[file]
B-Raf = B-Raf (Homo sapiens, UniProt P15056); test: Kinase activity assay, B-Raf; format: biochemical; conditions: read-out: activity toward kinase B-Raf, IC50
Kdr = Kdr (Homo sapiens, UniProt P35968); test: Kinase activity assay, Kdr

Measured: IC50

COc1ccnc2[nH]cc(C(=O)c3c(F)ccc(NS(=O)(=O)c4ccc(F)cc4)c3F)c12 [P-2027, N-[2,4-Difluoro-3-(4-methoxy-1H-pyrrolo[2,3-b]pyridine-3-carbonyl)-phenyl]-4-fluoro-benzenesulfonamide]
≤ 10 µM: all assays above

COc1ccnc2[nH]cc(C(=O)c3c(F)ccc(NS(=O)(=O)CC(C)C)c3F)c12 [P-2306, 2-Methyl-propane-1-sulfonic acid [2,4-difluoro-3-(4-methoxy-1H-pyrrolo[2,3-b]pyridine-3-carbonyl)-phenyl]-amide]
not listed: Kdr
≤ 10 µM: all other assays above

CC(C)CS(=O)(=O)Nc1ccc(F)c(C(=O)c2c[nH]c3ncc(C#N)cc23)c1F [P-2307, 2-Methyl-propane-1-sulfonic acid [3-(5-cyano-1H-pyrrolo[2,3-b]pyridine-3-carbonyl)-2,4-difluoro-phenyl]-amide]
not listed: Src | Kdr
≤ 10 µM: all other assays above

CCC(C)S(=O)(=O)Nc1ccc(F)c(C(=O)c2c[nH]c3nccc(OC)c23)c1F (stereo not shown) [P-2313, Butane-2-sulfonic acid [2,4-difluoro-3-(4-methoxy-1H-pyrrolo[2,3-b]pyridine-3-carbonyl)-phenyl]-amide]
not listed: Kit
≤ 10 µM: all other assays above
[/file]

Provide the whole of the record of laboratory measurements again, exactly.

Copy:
B-Raf = B-Raf (Homo sapiens, UniProt P15056); test: Kinase activity assay, B-Raf; format: biochemical; conditions: read-out: activity toward kinase B-Raf, IC50
Kdr = Kdr (Homo sapiens, UniProt P35968); test: Kinase activity assay, Kdr

Measured: IC50

COc1ccnc2[nH]cc(C(=O)c3c(F)ccc(NS(=O)(=O)c4ccc(F)cc4)c3F)c12 [P-2027, N-[2,4-Difluoro-3-(4-methoxy-1H-pyrrolo[2,3-b]pyridine-3-carbonyl)-phenyl]-4-fluoro-benzenesulfonamide]
≤ 10 µM: all assays above

COc1ccnc2[nH]cc(C(=O)c3c(F)ccc(NS(=O)(=O)CC(C)C)c3F)c12 [P-2306, 2-Methyl-propane-1-sulfonic acid [2,4-difluoro-3-(4-methoxy-1H-pyrrolo[2,3-b]pyridine-3-carbonyl)-phenyl]-amide]
not listed: Kdr
≤ 10 µM: all other assays above

CC(C)CS(=O)(=O)Nc1ccc(F)c(C(=O)c2c[nH]c3ncc(C#N)cc23)c1F [P-2307, 2-Methyl-propane-1-sulfonic acid [3-(5-cyano-1H-pyrrolo[2,3-b]pyridine-3-carbonyl)-2,4-difluoro-phenyl]-amide]
not listed: Src | Kdr
≤ 10 µM: all other assays above

CCC(C)S(=O)(=O)Nc1ccc(F)c(C(=O)c2c[nH]c3nccc(OC)c23)c1F (stereo not shown) [P-2313, Butane-2-sulfonic acid [2,4-difluoro-3-(4-methoxy-1H-pyrrolo[2,3-b]pyridine-3-carbonyl)-phenyl]-amide]
not listed: Kit
≤ 10 µM: all other assays above